The announcement by al-Qaida leader Ayman al-Zawahri brought few signs of increased security in India even after the government ordered states to be on alert. Instead, al-Zawahri’s announcement by online video appeared directed more at his own rivals in the international jihad movement, analysts said.
“This is really very personal,” said Fawaz Gerges, a Middle East expert at the London School of Economics. “You cannot understand this announcement without understanding the fierce rivalry between Islamic State and al-Qaida central.”
Al-Qaida has been increasingly overshadowed by the Islamic State group, a renegade al-Qaida offshoot that was expelled amid internal divisions and which has gone on to capture vast territory in Syria and Iraq, including oil wells and other income-generating resources, and has inspired thousands of fighters to join its jihadist mission. Al-Zawahri, in turn, has found his own influence pale beside that of Islamic State leader Abu Bakr al-Baghdadi.
In India, where terror threats have largely come from Pakistan and Kashmir, the disputed Himalayan region where al-Qaida’s influence is thought to be minimal, many derided the creation of the group — Qaedat al-Jihad in the Indian Subcontinent — as a publicity stunt.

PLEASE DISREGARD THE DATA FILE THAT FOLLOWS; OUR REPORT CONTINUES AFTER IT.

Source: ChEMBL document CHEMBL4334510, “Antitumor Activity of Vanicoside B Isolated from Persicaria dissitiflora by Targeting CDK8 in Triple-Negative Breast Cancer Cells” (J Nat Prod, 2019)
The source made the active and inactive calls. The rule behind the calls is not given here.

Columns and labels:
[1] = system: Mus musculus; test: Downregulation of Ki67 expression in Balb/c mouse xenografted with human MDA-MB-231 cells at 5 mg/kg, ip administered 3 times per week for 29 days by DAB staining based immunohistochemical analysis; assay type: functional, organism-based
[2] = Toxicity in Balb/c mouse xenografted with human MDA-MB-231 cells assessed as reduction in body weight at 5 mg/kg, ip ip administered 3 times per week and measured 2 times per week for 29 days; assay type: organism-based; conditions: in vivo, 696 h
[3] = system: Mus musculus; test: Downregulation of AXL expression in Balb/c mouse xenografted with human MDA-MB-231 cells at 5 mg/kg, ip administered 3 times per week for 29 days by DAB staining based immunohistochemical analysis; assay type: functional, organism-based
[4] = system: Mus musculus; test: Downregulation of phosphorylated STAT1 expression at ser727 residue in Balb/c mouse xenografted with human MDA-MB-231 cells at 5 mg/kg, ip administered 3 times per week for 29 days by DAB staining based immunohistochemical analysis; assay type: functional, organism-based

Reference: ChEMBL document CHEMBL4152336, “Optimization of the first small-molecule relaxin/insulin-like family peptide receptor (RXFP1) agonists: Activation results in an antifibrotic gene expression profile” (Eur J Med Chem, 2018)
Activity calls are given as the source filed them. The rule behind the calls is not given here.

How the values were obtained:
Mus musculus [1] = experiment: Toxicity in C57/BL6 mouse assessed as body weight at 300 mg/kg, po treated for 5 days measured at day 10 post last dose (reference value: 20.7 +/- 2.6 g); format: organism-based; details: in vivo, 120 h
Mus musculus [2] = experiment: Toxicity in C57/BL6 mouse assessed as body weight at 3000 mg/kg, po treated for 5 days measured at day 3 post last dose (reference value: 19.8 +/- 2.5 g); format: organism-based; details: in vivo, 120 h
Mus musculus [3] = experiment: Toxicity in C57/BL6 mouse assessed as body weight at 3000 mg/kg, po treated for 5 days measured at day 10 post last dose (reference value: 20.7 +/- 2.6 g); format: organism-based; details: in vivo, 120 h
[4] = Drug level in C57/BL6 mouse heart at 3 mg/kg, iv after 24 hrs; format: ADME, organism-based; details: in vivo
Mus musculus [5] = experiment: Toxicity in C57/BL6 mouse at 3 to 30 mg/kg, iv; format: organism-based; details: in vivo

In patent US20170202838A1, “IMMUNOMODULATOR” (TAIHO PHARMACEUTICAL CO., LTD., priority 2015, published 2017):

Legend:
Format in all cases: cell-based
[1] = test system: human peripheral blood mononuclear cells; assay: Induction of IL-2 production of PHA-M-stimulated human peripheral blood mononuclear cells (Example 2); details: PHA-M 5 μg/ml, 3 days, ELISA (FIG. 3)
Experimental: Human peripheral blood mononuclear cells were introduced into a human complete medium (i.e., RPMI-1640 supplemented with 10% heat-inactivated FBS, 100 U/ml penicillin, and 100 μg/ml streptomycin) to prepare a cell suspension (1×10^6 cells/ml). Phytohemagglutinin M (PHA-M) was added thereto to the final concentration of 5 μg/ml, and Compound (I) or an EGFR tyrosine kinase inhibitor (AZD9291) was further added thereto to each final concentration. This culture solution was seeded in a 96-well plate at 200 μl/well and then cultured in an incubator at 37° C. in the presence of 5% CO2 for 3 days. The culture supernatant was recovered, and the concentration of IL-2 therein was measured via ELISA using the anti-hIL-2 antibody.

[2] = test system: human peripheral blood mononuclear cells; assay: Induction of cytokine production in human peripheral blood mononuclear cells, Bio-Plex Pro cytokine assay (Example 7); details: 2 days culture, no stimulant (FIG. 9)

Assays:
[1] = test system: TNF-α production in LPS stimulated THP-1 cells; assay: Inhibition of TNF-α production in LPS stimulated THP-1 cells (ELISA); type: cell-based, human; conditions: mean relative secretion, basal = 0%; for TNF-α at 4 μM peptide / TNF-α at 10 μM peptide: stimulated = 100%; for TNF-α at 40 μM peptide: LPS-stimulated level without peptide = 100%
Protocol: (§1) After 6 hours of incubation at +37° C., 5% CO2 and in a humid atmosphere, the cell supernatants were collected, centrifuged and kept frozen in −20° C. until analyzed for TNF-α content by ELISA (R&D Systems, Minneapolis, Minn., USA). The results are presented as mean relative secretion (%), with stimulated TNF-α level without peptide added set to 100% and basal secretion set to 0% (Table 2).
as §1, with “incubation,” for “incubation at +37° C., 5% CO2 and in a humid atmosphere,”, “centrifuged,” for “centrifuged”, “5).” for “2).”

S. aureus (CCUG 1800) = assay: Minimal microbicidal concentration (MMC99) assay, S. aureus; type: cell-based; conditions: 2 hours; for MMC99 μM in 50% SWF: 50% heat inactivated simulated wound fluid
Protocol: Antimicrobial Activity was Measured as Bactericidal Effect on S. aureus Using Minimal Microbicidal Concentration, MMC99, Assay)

Al-Qaida “is struggling for its legitimacy in the eyes of the radicalized Muslim world,” said Ajai Sahni, a top Indian security analyst with the New Delhi-based Institute for Conflict Management.
“Osama bin Laden has been killed and [al-Qaida’s] entire top leadership, apart from Zawahri and a few others, one by one have been decimated by the American drone attacks,” he said. “This statement is meaningless.”
But Gerges noted al-Qaida has long tried to nurture as many cells as possible, using affiliates in places like Yemen and East Africa to take pressure off relentless American attacks on its core operations in Pakistan and Afghanistan.
India, with its badly underfunded and desperately ill-trained security infrastructure, can also be a tantalizing target for terrorists. In 2008, a small group of Pakistani terrorists attacked Mumbai, India’s financial hub, effectively shutting down the city for days and killing 166 people.
“The problem is not these threats,” said Sahni. “The problem is India’s vulnerability.”